How to Pick the Right Bicycle Tube Size
November 7th, 2017
Let’s be honest – tubes are a bit weird. Wiggly black bands of rubber, tubes are tedious to install, constantly need to be re-inflated and can be defeated by the tiniest thorns. When it comes time to purchase a new tube, how do you know which one to select? Between the dozens of size options and the various valve stem types (Presta, what is that?), selecting the correct tube for your bike can be challenging. That’s why we have put together this quick guide to help you select the perfect tire tube for your bicycle:
Step 1: Picking the Right Tube Size
There are two important dimensions you must know when selecting a tube: The diameter of your wheel and the width of your tire. You need both to select the correct tube size. These dimensions can be found on your tire: Diameter x Width
The first number is the diameter of your wheel. Sizes such as 26, 24, 20, 27.5, 29 and 700c are common tire diameters. The second number (after the X) is the width of your tire. The range for widths is usually between 1 and 3 inches. For example, a 26 x 1.75 size means the tire diameter is 26 inches and the tire width is 1.75 inches.
While your diameter measurement needs to be exact, your width measurement does not. Because inner tubes stretch, they typically come in a range of widths. For example, one of our most popular tubes is the 26 x 1.75-2.125” which means it fits a 26-inch diameter tire with a width in the range of 1.75 to 2.125 inches.
Some tires have dimensions in millimeters, but the basic measurement structure is still the same: Diameter x Width. Instead of inches, you will instead see something like 700c x 18 mm. The letter at the end of the tire diameter is a carryover from an old French system that used letters a, b and c to designate inner wheel rim diameters.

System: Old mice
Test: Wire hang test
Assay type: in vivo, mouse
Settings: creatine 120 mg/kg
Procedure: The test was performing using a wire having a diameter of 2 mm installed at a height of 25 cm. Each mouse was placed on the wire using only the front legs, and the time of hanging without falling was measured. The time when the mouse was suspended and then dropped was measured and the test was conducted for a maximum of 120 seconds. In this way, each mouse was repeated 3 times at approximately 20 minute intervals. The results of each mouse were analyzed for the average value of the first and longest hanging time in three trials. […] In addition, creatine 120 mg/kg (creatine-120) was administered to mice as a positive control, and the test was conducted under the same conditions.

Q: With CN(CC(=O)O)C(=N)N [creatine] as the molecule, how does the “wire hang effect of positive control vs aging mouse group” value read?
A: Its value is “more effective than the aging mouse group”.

Step 2: Picking the Right Valve Stem
After you know your tube size, you need to select your valve stem type. The valve stem is the metal part of the bicycle wheel that sticks out and allows air to go into (and stay in) your tire. There are three types of valve stems: Schrader, Presta and Woods/Dunlop. The Woods (or Dunlop) valve stem is extremely rare and typically only found in the Netherlands or Asia, so we won’t spend any time on it here.
Schrader valves, on the other hand, are the most common valve stems found on bicycles. The most recognizable of the bunch, sometimes they are referred to as standard valves. An easy way to remember if you have a Schrader valve is to think of the “S.” Schrader valves are short, sturdy and standard. If you don’t know what valve stem you have, it is likely a Schrader.
The last valve stem type is Presta. Presta valves are traditionally found on higher-end bicycles preferred by professional cyclists. Think of the “P” in Presta standing for professional, performance and premium. If you have a Presta valve, you usually know it.
Step 3: Durability -- Self-Sealing or Basic Tubes?
The last consideration you need to keep in mind when selecting a tube is durability. There is no reason for you to suffer from flat tires - Riding flat free can be a reality. Self-sealing tubes are heavy duty and designed to stop flats for up to two years! To gain that type of protection, you need to purchase tubes that come pre-installed with Slime tire sealant.
Alternatively, if you already have empty tubes, but want the protection that self-sealing tubes provide, you can insert the tube sealant yourself. Learn more about tube protecting sealant here.
Congratulations, you are now a tube expert! When purchasing tubes, if you consider tire size, valve stem type and durability needs, then you will never select the wrong tube again. Go forth and start riding!